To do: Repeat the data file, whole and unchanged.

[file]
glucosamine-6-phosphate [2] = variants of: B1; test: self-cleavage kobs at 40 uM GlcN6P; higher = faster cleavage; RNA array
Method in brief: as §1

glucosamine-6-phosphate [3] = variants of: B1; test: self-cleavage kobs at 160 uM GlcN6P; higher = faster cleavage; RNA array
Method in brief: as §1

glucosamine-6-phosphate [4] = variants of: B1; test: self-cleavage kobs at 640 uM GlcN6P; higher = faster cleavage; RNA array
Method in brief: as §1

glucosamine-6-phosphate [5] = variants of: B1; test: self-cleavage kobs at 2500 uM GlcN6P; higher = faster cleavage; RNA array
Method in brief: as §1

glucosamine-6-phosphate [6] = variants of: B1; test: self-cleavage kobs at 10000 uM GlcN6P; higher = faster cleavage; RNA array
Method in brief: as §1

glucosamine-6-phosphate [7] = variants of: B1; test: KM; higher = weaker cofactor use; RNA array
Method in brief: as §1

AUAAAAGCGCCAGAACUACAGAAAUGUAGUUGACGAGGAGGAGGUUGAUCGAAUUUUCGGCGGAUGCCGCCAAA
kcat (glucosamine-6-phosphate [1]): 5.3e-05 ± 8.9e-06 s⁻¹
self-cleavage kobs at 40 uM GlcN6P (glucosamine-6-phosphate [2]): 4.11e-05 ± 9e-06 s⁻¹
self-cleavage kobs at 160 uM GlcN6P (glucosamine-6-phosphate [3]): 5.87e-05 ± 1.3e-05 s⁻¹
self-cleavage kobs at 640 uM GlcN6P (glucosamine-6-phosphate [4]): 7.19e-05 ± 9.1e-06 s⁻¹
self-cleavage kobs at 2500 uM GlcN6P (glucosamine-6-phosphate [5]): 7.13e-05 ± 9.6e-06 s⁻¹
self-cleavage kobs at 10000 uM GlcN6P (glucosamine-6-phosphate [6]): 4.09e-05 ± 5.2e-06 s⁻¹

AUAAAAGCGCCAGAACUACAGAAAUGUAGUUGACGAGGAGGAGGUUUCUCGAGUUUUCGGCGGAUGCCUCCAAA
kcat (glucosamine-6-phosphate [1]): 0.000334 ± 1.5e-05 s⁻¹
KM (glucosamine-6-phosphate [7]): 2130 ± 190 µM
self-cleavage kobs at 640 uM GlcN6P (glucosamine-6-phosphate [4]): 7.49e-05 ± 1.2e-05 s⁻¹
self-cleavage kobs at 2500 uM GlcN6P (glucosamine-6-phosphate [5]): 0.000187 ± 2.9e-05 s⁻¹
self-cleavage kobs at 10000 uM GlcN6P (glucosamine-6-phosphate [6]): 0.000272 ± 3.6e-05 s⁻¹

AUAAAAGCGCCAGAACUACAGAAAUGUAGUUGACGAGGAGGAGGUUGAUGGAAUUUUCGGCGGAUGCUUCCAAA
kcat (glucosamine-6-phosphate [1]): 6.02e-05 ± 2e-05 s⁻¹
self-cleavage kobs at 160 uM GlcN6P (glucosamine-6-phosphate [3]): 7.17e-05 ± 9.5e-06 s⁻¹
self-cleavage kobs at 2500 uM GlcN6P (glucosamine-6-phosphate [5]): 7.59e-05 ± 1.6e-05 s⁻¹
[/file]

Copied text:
glucosamine-6-phosphate [2] = variants of: B1; test: self-cleavage kobs at 40 uM GlcN6P; higher = faster cleavage; RNA array
Method in brief: as §1

glucosamine-6-phosphate [3] = variants of: B1; test: self-cleavage kobs at 160 uM GlcN6P; higher = faster cleavage; RNA array
Method in brief: as §1

glucosamine-6-phosphate [4] = variants of: B1; test: self-cleavage kobs at 640 uM GlcN6P; higher = faster cleavage; RNA array
Method in brief: as §1

glucosamine-6-phosphate [5] = variants of: B1; test: self-cleavage kobs at 2500 uM GlcN6P; higher = faster cleavage; RNA array
Method in brief: as §1

glucosamine-6-phosphate [6] = variants of: B1; test: self-cleavage kobs at 10000 uM GlcN6P; higher = faster cleavage; RNA array
Method in brief: as §1

glucosamine-6-phosphate [7] = variants of: B1; test: KM; higher = weaker cofactor use; RNA array
Method in brief: as §1

AUAAAAGCGCCAGAACUACAGAAAUGUAGUUGACGAGGAGGAGGUUGAUCGAAUUUUCGGCGGAUGCCGCCAAA
kcat (glucosamine-6-phosphate [1]): 5.3e-05 ± 8.9e-06 s⁻¹
self-cleavage kobs at 40 uM GlcN6P (glucosamine-6-phosphate [2]): 4.11e-05 ± 9e-06 s⁻¹
self-cleavage kobs at 160 uM GlcN6P (glucosamine-6-phosphate [3]): 5.87e-05 ± 1.3e-05 s⁻¹
self-cleavage kobs at 640 uM GlcN6P (glucosamine-6-phosphate [4]): 7.19e-05 ± 9.1e-06 s⁻¹
self-cleavage kobs at 2500 uM GlcN6P (glucosamine-6-phosphate [5]): 7.13e-05 ± 9.6e-06 s⁻¹
self-cleavage kobs at 10000 uM GlcN6P (glucosamine-6-phosphate [6]): 4.09e-05 ± 5.2e-06 s⁻¹

AUAAAAGCGCCAGAACUACAGAAAUGUAGUUGACGAGGAGGAGGUUUCUCGAGUUUUCGGCGGAUGCCUCCAAA
kcat (glucosamine-6-phosphate [1]): 0.000334 ± 1.5e-05 s⁻¹
KM (glucosamine-6-phosphate [7]): 2130 ± 190 µM
self-cleavage kobs at 640 uM GlcN6P (glucosamine-6-phosphate [4]): 7.49e-05 ± 1.2e-05 s⁻¹
self-cleavage kobs at 2500 uM GlcN6P (glucosamine-6-phosphate [5]): 0.000187 ± 2.9e-05 s⁻¹
self-cleavage kobs at 10000 uM GlcN6P (glucosamine-6-phosphate [6]): 0.000272 ± 3.6e-05 s⁻¹

AUAAAAGCGCCAGAACUACAGAAAUGUAGUUGACGAGGAGGAGGUUGAUGGAAUUUUCGGCGGAUGCUUCCAAA
kcat (glucosamine-6-phosphate [1]): 6.02e-05 ± 2e-05 s⁻¹
self-cleavage kobs at 160 uM GlcN6P (glucosamine-6-phosphate [3]): 7.17e-05 ± 9.5e-06 s⁻¹
self-cleavage kobs at 2500 uM GlcN6P (glucosamine-6-phosphate [5]): 7.59e-05 ± 1.6e-05 s⁻¹